A study in which more than 43,000 children were evaluated for head trauma offers an unprecedented picture of how children most frequently suffer head injuries, report physicians at Washington University School of Medicine and the University of California, Davis, School of Medicine.
IN A STUDY OF CHILDREN EVALUATED AT HOSPITALS FOR HEAD TRAUMA, PHYSICIANS AT WASHINGTON UNIVERSITY SCHOOL OF MEDICINE IN ST. LOUIS, THE UNIVERSITY OF CALIFORNIA, DAVIS, AND ELSEWHERE FOUND THAT THE CAUSES OF MANY HEAD INJURIES ARE A LITTLE BIT DIFFERENT THAN WHAT HAD PREVIOUSLY BEEN THOUGHT AND THAT AGE IS A PRETTY GOOD PREDICTOR OF WHAT TYPE OF INJURY A CHILD IS AT RISK FOR. JIM DRYDEN REPORTS
HOW A HEAD INJURY OCCURS DEPENDS TO A GREAT EXTENT ON HOW OLD A CHILD HAPPENS TO BE, ACCORDING TO THE STUDYS FIRST AUTHOR, KIMBERYLY QUAYLE, A WASHINGTON UNIVERSITY PEDIATRICIAN AND THE MEDICAL DIRECTOR OF EMERGENCY SERVICES AT ST. LOUIS CHILDRENS HOSPITAL.
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The most common causes of head injuries in children,
ages 12 and younger were falls that included falls
from elevations; it included falls down stairs. And
then for children between the ages of 2 and 12 years,
falls were number one and two, and number three was
being struck by an object.
THAT COULD BE A BALL OR A BAT, A STICK OR SOME OTHER OBJECT. MEANWHILE, QUAYLE SAYS IN OLDER TEENAGERS, THE CAUSES OF HEAD INJURY ARE DIFFERENT.
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In teenagers, the leading causes of injury were assaults,
sports activities and motor vehicle crashes. And that is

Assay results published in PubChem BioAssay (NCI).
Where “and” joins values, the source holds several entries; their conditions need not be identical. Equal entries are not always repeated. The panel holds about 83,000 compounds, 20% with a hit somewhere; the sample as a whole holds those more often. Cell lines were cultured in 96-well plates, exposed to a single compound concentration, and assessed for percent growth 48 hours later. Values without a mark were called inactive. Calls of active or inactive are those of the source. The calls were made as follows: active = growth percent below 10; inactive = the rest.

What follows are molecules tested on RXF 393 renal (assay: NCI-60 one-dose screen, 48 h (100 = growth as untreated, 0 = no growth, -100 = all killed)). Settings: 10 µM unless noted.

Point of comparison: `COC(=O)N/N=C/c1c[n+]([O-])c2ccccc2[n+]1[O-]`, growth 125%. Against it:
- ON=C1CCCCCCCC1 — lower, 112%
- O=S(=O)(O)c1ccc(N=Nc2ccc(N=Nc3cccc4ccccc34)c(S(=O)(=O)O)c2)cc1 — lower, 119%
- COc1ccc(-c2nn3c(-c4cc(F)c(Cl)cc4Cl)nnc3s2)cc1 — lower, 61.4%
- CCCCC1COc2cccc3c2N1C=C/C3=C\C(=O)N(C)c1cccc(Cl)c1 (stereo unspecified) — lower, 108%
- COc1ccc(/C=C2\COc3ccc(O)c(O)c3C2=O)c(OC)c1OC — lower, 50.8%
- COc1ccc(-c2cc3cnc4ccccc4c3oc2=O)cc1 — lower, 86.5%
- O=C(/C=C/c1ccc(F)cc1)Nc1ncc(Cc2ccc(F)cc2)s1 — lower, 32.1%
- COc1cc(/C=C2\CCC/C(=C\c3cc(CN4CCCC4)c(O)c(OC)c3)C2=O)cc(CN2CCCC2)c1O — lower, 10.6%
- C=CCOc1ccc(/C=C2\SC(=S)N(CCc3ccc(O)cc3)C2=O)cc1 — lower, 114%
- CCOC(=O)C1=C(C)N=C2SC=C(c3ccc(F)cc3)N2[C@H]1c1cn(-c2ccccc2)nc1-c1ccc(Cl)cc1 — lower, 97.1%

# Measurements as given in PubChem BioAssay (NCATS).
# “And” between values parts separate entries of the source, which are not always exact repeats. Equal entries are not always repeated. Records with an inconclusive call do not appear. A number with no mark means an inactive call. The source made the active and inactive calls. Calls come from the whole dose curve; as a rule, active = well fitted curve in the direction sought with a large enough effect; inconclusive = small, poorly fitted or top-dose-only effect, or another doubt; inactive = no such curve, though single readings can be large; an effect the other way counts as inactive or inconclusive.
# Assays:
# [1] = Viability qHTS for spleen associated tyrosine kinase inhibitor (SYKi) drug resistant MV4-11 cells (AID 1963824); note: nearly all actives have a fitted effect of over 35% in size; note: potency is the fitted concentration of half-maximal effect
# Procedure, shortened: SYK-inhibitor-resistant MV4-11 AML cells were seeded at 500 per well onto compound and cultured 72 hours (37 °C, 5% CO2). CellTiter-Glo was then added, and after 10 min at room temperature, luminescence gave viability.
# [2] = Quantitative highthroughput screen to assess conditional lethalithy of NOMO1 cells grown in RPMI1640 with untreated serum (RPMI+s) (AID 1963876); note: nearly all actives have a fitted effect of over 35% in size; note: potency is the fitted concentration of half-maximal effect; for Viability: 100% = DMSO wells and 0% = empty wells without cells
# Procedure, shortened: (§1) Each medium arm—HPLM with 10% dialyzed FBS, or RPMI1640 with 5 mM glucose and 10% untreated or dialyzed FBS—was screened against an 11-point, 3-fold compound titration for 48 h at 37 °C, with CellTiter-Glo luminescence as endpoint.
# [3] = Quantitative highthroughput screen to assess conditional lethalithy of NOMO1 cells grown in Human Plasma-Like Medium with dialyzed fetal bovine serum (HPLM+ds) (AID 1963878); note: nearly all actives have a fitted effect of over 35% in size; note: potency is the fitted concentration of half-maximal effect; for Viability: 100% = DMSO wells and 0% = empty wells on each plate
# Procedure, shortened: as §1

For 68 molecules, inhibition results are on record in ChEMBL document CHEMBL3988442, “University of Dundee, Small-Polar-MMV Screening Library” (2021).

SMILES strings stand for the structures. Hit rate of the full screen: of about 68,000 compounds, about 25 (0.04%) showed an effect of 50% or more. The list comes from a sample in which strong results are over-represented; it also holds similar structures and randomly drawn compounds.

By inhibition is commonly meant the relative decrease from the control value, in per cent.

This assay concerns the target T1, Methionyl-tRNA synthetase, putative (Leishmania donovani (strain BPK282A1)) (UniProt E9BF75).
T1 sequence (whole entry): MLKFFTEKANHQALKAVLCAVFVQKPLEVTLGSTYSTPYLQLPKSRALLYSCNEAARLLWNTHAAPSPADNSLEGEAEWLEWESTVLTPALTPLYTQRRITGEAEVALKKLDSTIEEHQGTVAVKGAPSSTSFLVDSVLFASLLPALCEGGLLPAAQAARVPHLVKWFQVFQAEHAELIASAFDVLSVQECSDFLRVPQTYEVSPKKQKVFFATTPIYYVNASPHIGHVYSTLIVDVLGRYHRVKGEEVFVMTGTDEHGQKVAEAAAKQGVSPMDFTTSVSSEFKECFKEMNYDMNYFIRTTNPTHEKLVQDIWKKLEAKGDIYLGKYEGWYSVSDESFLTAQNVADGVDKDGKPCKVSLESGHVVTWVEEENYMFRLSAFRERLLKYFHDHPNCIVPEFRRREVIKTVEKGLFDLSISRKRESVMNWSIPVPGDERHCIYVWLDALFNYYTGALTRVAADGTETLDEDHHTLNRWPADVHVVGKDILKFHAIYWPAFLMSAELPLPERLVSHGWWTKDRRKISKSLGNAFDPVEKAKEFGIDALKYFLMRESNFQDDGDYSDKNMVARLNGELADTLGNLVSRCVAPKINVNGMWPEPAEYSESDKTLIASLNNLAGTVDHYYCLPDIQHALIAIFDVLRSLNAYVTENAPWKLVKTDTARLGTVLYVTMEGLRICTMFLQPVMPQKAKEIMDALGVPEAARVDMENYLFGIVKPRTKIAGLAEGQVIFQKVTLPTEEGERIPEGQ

something that was a little bit different than what has
been previously reported. Previously, it was usually motor
vehicle crashes were more common.
IN SOME WAYS, QUAYLE SAYS THE CAUSES OF INJURIES ARE SOMEWHAT PREDICTABLE. SHE SAYS WHATS LIKELY TO HURT A CHILD IS DETERMINED, AT LEAST PARTLY, BY WHAT A CHILD IS LIKELY TO BE DOING AT A PARTICULAR STAGE OF LIFE.
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So if you think about what a 2-year-old, or younger,
is likely to be doing, theyre more likely to be
climbing on things and falling, running an falling,
perhaps being carried and dropped. As children get
older, theyre more likely to be involved in other
activities. And certainly by the time theyre teenagers,
more likely to be in cars, more likely to be involved
in assaults and fights.
QUAYLE ADMITS IT CAN BE VERY DIFFICULT TO PREVENT SOME OF THE INJURIES THAT WERE SEEN DURING THE STUDY.
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Its difficult to prevent all falls in young children
because theyre very busy. Theyre difficult to keep
up with, and I think, you have opportunities where
they are, they are moving much quicker than parents
can keep up with.
THE RESEARCHERS FOUND THAT NEARLY 98 PERCENT OF THE CHILDREN IN THE STUDY HAD MILD HEAD TRAUMA. SOME 37 PERCENT UNDERWENT CT SCANS TO CHECK FOR TRAUMATIC BRAIN INJURIES, BUT IT TURNED OUT THAT ONLY 7 PERCENT OF THE CHILDREN WHO WERE SCANNED ACTUALLY HAD SUCH AN INJURY, SUGGESTING THAT CT SCANS MAY BE OVERUSED AS A DIAGNOSTIC TOOL IN THIS POPULATION. ANOTHER SURPRISING FINDING, QUAYLE SAYS, WAS THAT A LARGE NUMBER OF THE CHILDREN WHO WERE INJURED, BOTH YOUNG AND OLD, WERENT PROTECTED AS WELL AS THEY COULD HAVE BEEN IF THEY, OR THEIR PARENTS, HAD TAKEN A FEW SIMPLE STEPS.
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Bicycle helmets were not used frequently, so we would
certainly encourage parents to use bicycle helmets. Seat
belts were used, or child-restraint seats were used, only
about two-thirds of the time in all of the patients with
head injuries, so we would certainly encourage them to
make sure theyre using their child-restraint seats
properly and to encourage their children to buckle up
while theyre in the car.
QUAYLE AND HER COLLEAGUES REPORT THEIR FINDINGS IN THE NEW ENGLAND JOURNAL OF MEDICINE. IM JIM DRYDEN.